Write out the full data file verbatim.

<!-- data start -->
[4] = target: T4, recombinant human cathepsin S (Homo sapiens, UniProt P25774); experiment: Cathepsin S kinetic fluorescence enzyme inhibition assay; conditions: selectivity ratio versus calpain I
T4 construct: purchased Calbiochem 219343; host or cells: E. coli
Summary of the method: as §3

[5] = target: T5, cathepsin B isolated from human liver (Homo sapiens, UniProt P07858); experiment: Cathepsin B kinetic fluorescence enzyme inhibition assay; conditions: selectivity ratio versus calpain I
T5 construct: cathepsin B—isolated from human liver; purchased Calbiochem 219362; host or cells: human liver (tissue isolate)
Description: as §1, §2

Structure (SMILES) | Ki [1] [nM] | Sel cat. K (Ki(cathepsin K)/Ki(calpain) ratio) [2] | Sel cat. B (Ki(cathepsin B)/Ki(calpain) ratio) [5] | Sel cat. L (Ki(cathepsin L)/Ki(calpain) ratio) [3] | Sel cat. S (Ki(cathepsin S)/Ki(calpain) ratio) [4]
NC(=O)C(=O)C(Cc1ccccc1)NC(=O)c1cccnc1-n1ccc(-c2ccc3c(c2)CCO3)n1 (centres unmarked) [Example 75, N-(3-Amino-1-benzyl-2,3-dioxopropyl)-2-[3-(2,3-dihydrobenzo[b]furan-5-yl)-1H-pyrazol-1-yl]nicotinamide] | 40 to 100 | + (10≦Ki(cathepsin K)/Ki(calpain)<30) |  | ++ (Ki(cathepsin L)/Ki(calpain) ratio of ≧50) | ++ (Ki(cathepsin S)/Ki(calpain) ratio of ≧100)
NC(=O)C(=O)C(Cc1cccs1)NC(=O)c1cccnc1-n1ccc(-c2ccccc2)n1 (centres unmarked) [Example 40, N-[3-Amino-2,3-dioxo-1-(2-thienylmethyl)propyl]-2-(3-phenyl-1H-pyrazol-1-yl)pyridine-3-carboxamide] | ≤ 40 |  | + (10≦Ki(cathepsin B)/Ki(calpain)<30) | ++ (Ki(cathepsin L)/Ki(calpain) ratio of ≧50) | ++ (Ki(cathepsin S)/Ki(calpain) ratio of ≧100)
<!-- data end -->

[4] = target: T4, recombinant human cathepsin S (Homo sapiens, UniProt P25774); experiment: Cathepsin S kinetic fluorescence enzyme inhibition assay; conditions: selectivity ratio versus calpain I
T4 construct: purchased Calbiochem 219343; host or cells: E. coli
Summary of the method: as §3

[5] = target: T5, cathepsin B isolated from human liver (Homo sapiens, UniProt P07858); experiment: Cathepsin B kinetic fluorescence enzyme inhibition assay; conditions: selectivity ratio versus calpain I
T5 construct: cathepsin B—isolated from human liver; purchased Calbiochem 219362; host or cells: human liver (tissue isolate)
Description: as §1, §2

Structure (SMILES) | Ki [1] [nM] | Sel cat. K (Ki(cathepsin K)/Ki(calpain) ratio) [2] | Sel cat. B (Ki(cathepsin B)/Ki(calpain) ratio) [5] | Sel cat. L (Ki(cathepsin L)/Ki(calpain) ratio) [3] | Sel cat. S (Ki(cathepsin S)/Ki(calpain) ratio) [4]
NC(=O)C(=O)C(Cc1ccccc1)NC(=O)c1cccnc1-n1ccc(-c2ccc3c(c2)CCO3)n1 (centres unmarked) [Example 75, N-(3-Amino-1-benzyl-2,3-dioxopropyl)-2-[3-(2,3-dihydrobenzo[b]furan-5-yl)-1H-pyrazol-1-yl]nicotinamide] | 40 to 100 | + (10≦Ki(cathepsin K)/Ki(calpain)<30) |  | ++ (Ki(cathepsin L)/Ki(calpain) ratio of ≧50) | ++ (Ki(cathepsin S)/Ki(calpain) ratio of ≧100)
NC(=O)C(=O)C(Cc1cccs1)NC(=O)c1cccnc1-n1ccc(-c2ccccc2)n1 (centres unmarked) [Example 40, N-[3-Amino-2,3-dioxo-1-(2-thienylmethyl)propyl]-2-(3-phenyl-1H-pyrazol-1-yl)pyridine-3-carboxamide] | ≤ 40 |  | + (10≦Ki(cathepsin B)/Ki(calpain)<30) | ++ (Ki(cathepsin L)/Ki(calpain) ratio of ≧50) | ++ (Ki(cathepsin S)/Ki(calpain) ratio of ≧100)